This was just a terrible movie. Just- just terrible. Like, I was watching the climax and I turned to my sister and asked how much longer we had left. That’s how bad this movie was. I hadn’t read the books before, I’ve just started the first one today, but I could tell you even then that it was clearly a good story that was incredibly clumsily translated to movie form. Like, the shift from book to screenplay severely hurt it and then the same guy who did that tried to direct it. And if I had to guess I’d say he had never, in his entire life, directed a movie before. It’s the only explanation. And they changed things that made absolutely no sense. Like Lyra’s uncle/ dad in the movie is a good guy, complicated, but by all appearances a good guy. I’ve read about fifty pages of the book and a quick peek at the ending and already I can tell you he is very much not. And they made how Lyra ends up in the cupboard to overhear the stuff about Dust and to save her uncle from poisoning way more complicated in the movie than in the book. Isn’t it usually the other way around? What was the point of that? And also, the chick who played Lyra was kinda obnoxious. I almost expected a golden glow to pop up around her head during this movie, proclaiming her role as the Chosen One. She never showed any fear or doubt or hesitancy, any of the things that one would expect from a, what ten year old girl, who’s on a big, life threatening adventure. There’s no character development or insight into who she is. They call her brave, but as she never shows any fear, I wouldn’t call her brave. Without fear, there is no courage, so if she had no fear, she had no courage, I don’t care what they said.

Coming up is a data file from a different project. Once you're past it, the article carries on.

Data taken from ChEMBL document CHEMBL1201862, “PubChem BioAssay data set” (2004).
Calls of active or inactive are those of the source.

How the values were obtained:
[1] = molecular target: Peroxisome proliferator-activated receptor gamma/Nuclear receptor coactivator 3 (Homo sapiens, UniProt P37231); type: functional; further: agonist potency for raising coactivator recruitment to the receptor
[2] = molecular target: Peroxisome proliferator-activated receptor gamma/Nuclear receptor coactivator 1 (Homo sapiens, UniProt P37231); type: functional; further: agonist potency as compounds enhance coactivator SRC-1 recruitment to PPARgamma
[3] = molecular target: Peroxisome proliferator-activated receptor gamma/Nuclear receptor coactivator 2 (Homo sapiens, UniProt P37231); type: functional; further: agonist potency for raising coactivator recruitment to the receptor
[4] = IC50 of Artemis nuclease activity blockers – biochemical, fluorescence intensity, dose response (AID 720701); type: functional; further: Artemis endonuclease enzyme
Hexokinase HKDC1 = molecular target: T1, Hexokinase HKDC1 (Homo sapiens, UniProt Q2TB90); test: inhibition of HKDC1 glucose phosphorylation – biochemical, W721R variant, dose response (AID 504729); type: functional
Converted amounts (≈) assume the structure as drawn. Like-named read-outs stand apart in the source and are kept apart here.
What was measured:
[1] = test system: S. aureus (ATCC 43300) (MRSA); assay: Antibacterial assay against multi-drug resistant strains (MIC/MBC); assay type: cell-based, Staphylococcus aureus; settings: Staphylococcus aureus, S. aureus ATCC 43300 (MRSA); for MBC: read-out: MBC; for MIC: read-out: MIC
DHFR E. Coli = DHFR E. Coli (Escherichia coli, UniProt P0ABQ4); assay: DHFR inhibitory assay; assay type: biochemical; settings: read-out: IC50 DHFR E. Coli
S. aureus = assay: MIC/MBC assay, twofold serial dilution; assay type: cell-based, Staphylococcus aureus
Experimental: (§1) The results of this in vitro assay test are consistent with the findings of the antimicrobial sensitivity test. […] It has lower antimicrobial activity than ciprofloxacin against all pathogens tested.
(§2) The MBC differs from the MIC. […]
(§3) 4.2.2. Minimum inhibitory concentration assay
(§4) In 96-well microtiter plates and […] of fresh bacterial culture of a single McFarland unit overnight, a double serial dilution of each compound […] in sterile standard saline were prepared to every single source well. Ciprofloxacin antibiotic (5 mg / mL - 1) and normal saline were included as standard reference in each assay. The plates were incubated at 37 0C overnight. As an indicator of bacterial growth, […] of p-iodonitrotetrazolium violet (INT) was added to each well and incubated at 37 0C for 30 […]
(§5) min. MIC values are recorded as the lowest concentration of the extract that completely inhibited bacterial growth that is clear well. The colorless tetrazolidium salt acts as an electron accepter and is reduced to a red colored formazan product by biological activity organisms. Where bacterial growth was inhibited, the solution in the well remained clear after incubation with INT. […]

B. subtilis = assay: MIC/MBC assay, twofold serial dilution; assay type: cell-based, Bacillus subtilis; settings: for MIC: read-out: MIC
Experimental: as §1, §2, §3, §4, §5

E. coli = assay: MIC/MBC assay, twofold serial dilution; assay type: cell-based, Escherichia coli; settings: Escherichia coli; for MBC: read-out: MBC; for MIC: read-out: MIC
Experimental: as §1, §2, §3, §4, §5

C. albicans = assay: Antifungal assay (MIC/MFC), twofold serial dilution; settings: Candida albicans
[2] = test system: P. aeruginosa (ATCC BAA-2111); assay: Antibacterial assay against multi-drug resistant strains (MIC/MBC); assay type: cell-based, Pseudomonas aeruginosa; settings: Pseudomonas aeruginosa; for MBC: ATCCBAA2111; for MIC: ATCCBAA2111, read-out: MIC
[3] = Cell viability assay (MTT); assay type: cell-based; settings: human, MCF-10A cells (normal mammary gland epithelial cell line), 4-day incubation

On the upside, it had Ian McKellan in there and I always enjoy him. And the giant, talking warrior bears was mildly interesting. Not as much as I expected mind you, and not nearly as interesting as that last sentence really called for, but they were what, in any other movie, I would call a high point. I’ll let you know about the book, but honestly it can’t be worse than the movie. I’m not sure that that’s possible.

Martian Landing

When Curiosity Almost Took Men to Mars


Analysis by Amy Shira Teitel Fri Jul 13, 2012 01:01 PM ET


We’re less than a month away from one of the most highly anticipated Martian landings of all time.

On Aug. 5 (Pacific Time, Aug. 6 Eastern), NASA’s Mars Science Laboratory rover Curiosity will land in Gale Crater. The incredibly sophisticated rover is a mobile laboratory designed to run tests on soil to determine whether or not the Martian environment ever had the conditions to support life.

But in the 1960s, the future of Mars exploration looked very different. In many instances, there were men aboard the spacecraft that were designed to fly by the red planet rather than land on it.

PHOTOS: When Discovery News Met Mars Rover ‘Curiosity’

In the 1960s, NASA considered flyby missions almost as readily as it did landing missions. The proposals, like some of the more interesting missions to Venus, came from Bellcom, a division of AT&T established in 1963 to assist NASA with research, development, and overall documentation of systems integration.